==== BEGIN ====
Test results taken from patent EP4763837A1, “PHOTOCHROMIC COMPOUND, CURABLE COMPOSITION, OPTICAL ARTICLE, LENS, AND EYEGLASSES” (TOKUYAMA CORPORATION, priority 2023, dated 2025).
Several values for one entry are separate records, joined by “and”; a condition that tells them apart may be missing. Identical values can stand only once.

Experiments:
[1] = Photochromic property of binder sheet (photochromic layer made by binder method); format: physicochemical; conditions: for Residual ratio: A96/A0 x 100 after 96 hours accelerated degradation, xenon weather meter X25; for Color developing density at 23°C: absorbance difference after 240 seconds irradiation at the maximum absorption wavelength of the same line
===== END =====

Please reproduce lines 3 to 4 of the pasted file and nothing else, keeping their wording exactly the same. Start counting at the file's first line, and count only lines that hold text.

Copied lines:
Experiments:
[1] = Photochromic property of binder sheet (photochromic layer made by binder method); format: physicochemical; conditions: for Residual ratio: A96/A0 x 100 after 96 hours accelerated degradation, xenon weather meter X25; for Color developing density at 23°C: absorbance difference after 240 seconds irradiation at the maximum absorption wavelength of the same line